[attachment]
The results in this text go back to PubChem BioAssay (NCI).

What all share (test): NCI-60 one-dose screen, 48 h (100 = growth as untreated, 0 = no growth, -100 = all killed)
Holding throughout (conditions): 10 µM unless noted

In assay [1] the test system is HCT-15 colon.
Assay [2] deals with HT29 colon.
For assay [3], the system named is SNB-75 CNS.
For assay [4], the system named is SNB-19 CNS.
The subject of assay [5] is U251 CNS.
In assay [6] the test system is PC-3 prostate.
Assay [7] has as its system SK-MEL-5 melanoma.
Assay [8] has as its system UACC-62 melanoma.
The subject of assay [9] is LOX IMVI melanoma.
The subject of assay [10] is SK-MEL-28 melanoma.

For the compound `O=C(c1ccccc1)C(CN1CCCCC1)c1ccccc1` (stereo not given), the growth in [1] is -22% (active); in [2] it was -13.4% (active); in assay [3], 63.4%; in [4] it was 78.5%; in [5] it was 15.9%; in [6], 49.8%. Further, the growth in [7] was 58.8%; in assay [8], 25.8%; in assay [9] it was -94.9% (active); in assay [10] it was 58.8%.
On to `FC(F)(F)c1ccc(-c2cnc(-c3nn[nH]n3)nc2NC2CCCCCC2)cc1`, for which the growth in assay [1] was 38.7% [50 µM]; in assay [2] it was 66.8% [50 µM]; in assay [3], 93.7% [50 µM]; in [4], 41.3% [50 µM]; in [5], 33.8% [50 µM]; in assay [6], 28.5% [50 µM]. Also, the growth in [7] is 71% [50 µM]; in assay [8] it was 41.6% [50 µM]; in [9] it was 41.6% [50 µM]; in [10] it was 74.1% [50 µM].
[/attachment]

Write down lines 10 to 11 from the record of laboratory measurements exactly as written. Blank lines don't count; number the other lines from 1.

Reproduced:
Assay [7] has as its system SK-MEL-5 melanoma.
Assay [8] has as its system UACC-62 melanoma.